The Heart of Learning
What does this graphic say about the IB approach to developing internationally minded students? Clearly, at the heart of the program are the kids, each of whom brings a unique blend of experiences, ideas and beliefs about the world. The PYP is grounded in inquiry learning, through which students engage with each other and the various elements of the programme to challenge their ideas, develop enduring understandings and construct new learning. Such is the IB philosophy about how students best learn.
As an IB School, students are similarly at the heart and core of everything we do at CDNIS. Nowhere is this more evident than in the purposeful design and delivery of our learning programme. While the PYP curriculum framework provides the structure, and our teachers determine the direction, it is student curiosity and questions that drive the teaching and learning.
Learning through inquiry begins as teachers tap into students’ prior knowledge through “provocations” that stimulate thinking and curiosity. Teachers then draw out questions that help determine how best to build on student interest, passion and understanding in subsequent learning engagements. This approach motivates students through “the natural hunger to find out” that we are all born with. Australian author and education consultant Kath Murdoch further defines the value of inquiry in her short video “What is Inquiry Learning?”
We see evidence of this student-centered approach throughout our school. To launch an inquiry about the value of goods and services as they relate to our wants and needs, the Grade 2 students arrived at school recently to find their cubbies cordoned off with tape, and rent due for their desks and supplies. “The point,” said one of the teachers, “is to get them to start thinking about what they value, and what their wants and needs are. It will also build excitement, draw out some questions and spark curiosity, so they begin to engage in their learning.”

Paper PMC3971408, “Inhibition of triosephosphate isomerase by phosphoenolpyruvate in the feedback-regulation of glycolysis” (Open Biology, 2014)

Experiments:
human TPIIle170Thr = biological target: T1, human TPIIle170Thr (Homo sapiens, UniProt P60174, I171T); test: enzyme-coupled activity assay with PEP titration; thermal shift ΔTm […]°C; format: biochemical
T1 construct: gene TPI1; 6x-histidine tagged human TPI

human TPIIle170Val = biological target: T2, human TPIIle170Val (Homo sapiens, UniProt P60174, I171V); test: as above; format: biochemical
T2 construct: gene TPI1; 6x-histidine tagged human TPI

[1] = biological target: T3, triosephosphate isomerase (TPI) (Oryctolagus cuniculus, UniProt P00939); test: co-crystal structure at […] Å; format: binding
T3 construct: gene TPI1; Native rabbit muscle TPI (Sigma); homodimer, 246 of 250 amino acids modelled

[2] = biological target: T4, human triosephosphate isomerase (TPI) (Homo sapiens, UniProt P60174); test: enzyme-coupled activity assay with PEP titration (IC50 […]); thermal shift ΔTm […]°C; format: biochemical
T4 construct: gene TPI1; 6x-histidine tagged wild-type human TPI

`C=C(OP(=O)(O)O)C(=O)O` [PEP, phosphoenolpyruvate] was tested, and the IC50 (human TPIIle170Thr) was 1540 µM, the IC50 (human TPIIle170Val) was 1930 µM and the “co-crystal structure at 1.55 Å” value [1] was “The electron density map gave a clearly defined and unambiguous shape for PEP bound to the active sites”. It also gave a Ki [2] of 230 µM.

Grade 3 teachers began a recent unit on expressing ourselves through arts and culture by bringing various artifacts, tools and art supplies into different classrooms to create a “living museum.” As students rotated through the rooms they were asked to consider “What can you discover about culture and art?” Afterward, students offered up questions such as “Why do different countries have different traditions?” and “How do people choose to make art in the styles that they do?” These curiosities and others helped the teachers plan learning engagements so as to maximize interest and student learning.
While these provocations are deliberately open-ended, the PYP transdisciplinary themes, learning outcomes and concepts provide the structure and targets for student learning, with a focus on developing enduring understandings. The power of the student-centered inquiry approach is that it enables the teacher to guide students beyond their current understanding with high engagement and motivation, because student interests are driving the process. For a deeper look into this powerful learning dynamic, and how it creates wonder, promotes reflection and the “passion for learning” that we strive to impart in our students, Kath’s 2014 Vancouver TedXeducation talk is well worth listening to.
Though different from the way many of us adults learned in school, this approach is rigorous and demanding of students. It is hard work to question deeply, and as Warren Berger, author of “A More Beautiful Question” has stated, “Knowing the answers will help you in school. Knowing how to question will help you in life.” Parents can support student learning at home by asking questions about what their children are investigating, what they are interested in, and what they are curious about. We know that motivated, engaged students are able to think deeply, understand important concepts, and develop rich meaning through the dispositions that inquiry learning develops in them as people. Those are our learning goals for the students of CDNIS.